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Dr. Stefan Schiller

Albert-Ludwigs-Universität Freiburg

Stefan M. Schiller studied chemistry at Gießen (Mainz, Germany) and the University of Massachusetts, majoring in macromolecular chemistry and biochemistry. For his doctorate in biomimetic membrane systems he worked till 2003 at the Max Planck Institute for Polymer Research in Mainz. Research positions in Israel and the USA (Stanford & IBM Research Center Almaden, San Jose) then followed. During a postdoc position at the Scripps Research Institute, La Jolla (USA), he completed research in the field of chemical and synthetic biology. He has been a principal investigator at the University of Freiburg since 2008, first as a Junior Fellow at the Freiburg Institute of Advanced Studies (FRIAS) and then (since 2014) with his own lab at the Center for Biological Systems Analysis. In 2014, he received the BMBF „Next Generation of Biotechnological Methods“ research prize for his work on universal modular production organisms. His research focuses on the development of complex, functional molecular systems and architectures for both in vivo and in vitro applications, achieved by combining chemical and biological methods in conjunction with nano-/biotechnology.

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Modular biofactories at the cellular level

Despite his love for complex molecular architectures, this „dyed-in-the-wool“ bio-organic chemist has never embraced the conventional segregation of synthetic polymers and bio­logical (…)

More about Uni Freiburg

  • News

    A question of time

    A team led by the Freiburg biologists Prof. Dr. Wolfgang Schamel and Prof. Dr. Wilfried Weber conducted an experiment in which they controlled the duration of the interaction of a specific protein with T cells, a type of white blood cells, thereby showing how the immune system differentiate ... more

    Traffic control of cells

    Cells in the human body can display remarkable differences in their behaviour depending on the mechanical properties of the tissue surrounding them. This is especially true for immune cells, which migrate through the body and are thus constantly exposed to tissues with different properties ... more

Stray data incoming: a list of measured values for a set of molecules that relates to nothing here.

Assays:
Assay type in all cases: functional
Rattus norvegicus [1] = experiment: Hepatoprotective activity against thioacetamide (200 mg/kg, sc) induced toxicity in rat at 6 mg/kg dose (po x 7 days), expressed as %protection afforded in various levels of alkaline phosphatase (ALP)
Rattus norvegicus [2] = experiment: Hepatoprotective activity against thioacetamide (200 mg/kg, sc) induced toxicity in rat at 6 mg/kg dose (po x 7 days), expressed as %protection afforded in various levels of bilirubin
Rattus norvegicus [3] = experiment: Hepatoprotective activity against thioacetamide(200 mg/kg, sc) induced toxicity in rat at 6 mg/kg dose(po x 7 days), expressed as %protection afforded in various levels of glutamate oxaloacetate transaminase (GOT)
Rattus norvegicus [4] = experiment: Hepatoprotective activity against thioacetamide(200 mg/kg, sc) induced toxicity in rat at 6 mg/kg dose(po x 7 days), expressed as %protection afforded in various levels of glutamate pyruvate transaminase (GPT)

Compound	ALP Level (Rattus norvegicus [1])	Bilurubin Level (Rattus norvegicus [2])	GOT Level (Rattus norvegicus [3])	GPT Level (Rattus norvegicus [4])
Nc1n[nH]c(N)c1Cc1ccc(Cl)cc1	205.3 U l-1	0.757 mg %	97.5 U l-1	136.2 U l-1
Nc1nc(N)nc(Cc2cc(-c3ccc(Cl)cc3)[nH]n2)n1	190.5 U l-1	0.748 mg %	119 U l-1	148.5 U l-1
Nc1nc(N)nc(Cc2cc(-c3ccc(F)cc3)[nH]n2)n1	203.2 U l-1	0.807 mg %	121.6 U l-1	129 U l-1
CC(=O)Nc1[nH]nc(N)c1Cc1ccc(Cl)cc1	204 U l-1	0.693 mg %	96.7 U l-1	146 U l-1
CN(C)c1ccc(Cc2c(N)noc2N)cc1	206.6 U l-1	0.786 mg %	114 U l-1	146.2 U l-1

Stem Cells Regulate Their Fate by Altering Their Stiffness

    In adults, mesenchymal stems cells (MSCs) are primarily found in bone marrow and they play a vital role in repair of damaged organs. The transformation of a single MSC into complex tissue like cartilage and bone starts with its association with other MSCs in order to form microscopic cluste ... more

  • q&more articles

    Modular biofactories at the cellular level

    Despite his love for complex molecular architectures, this „dyed-in-the-wool“ bio-organic chemist has never embraced the conventional segregation of synthetic polymers and bio­logical macromolecules. All molecules are composed of atoms, after all. Why make an artificial distinction? Why not ... more

    Bookmarks

    From a pluripotent stem cell a muscle cell or a liver cell can form, which despite their difference in appearance, are genetically identical. From one and the same genotype, therefore, the most diverse phenotypes can be formed – epigenetics is making it possible! It is a very exciting area ... more

  • Authors

    Julia M. Wagner

    Julia M. Wagner studied pharmacy in Freiburg (licensure 2008). Since 2008 she is a PhD student and research assistant in the group of Professor Dr. M. Jung. Her research focuses ­on the cellular effects of histone deacetylase inhibitors. more

    Prof. Dr. Manfred Jung

    Manfred Jung is a graduate of the University of Marburg, where he studied pharmacy (licensure  1990) and obtained his doctorate in pharmaceutical chemistry with Prof. Dr. W. Hanefeld. After a post-doctorate at the University of Ottawa, Canada, he began with independent research in 1994 ­at ... more

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